6. Found a roof leak
Huge savings can be achieved when wet areas of the roof can be repaired without replacing the entire roof. By using the sun as a heater, a thermal imaging camera can find damp insulation on the roof. During the day, the sun heats the roof. During the night, the roof cools again, but more slowly in areas with damp insulation. This area is clearly visible on the infrared image and is warmer than other areas.
7. Electrical failure
Electrical faults are one of the most common faults in buildings. Most of the time, these electrical problems are invisible to the naked eye, but hot spots are immediately visible on the infrared image using a thermal imaging camera. Users can scan electrical cabinets, components, and detect a large number of wires and connectors to immediately identify problems. Detect and fix problem areas before they actually occur!
8. Detect floor heating leaks
Thermal imaging cameras are an easy-to-use tool for spotting leaks in pipes, even if they are laid under floors or plaster. The heat of the pipe is radiated out through the surface of the pipe, and the thermal image can be easily detected with an infrared camera.
Thermal imaging cameras can help spot leaks between houses. Leaks between houses lead to poor sound insulation and problems with infiltration of cigarettes and other odors. Leaks are easily detected by using negative pressure and temperature differentials.
10. Cold storage
Cold storage and cold rooms have high requirements for thermal insulation and sealing. The normal indoor temperature of cold storage is -23°C to -25°C. Insulation failures and leaks can lead to condensation and ice formation within the building structure, resulting in greater energy consumption - and ice can eventually destroy the building structure; thermal imaging cameras can easily detect whether the insulation failure of cold storage .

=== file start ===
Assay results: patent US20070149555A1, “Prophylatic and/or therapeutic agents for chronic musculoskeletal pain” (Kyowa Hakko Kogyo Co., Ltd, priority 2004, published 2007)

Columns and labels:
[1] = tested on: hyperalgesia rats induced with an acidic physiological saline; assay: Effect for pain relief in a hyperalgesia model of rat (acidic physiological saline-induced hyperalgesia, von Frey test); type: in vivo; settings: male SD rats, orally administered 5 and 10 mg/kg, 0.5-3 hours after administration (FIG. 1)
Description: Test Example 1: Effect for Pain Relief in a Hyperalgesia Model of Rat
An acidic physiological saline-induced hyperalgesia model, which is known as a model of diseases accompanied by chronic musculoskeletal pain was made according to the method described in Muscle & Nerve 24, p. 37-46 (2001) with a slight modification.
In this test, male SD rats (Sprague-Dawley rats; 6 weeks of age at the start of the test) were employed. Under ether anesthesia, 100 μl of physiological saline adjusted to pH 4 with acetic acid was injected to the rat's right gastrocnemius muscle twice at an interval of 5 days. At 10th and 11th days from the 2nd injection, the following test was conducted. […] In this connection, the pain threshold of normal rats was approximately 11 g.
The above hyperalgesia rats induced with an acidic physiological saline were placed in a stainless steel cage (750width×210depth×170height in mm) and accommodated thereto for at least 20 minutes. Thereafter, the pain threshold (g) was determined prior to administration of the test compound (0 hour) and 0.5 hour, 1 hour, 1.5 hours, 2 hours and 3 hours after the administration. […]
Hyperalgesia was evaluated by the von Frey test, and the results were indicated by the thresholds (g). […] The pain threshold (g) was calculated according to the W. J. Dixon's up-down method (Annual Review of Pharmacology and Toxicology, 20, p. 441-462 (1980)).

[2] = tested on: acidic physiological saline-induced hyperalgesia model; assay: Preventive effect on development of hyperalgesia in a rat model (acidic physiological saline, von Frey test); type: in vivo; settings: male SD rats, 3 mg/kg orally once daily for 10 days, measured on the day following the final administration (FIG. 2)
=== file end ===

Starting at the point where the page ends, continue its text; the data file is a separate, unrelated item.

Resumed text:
11. Reconstruction plan and quality assurance
Infrared technology is used in reconstruction planning, as well as in quality assurance and inspection of new buildings. During the drying of the building structure, the infrared image can determine the progress of the drying procedure so that necessary measures can be taken to speed up the drying process. If the drying process can be accelerated, and with the help of thermal imaging cameras it can be demonstrated that the building structure is completely dry, the building can be delivered to the customer faster.
12. Building Restoration
Infrared thermal imaging provides valuable information during the restoration of buildings and monuments. Frame structures hidden in mineral plaster are clearly visible in infrared images. Therefore, it can be determined whether the exposure of these structures is useful. Gypsum separation on walls can also be carried out as early as possible so that maintenance measures can be taken.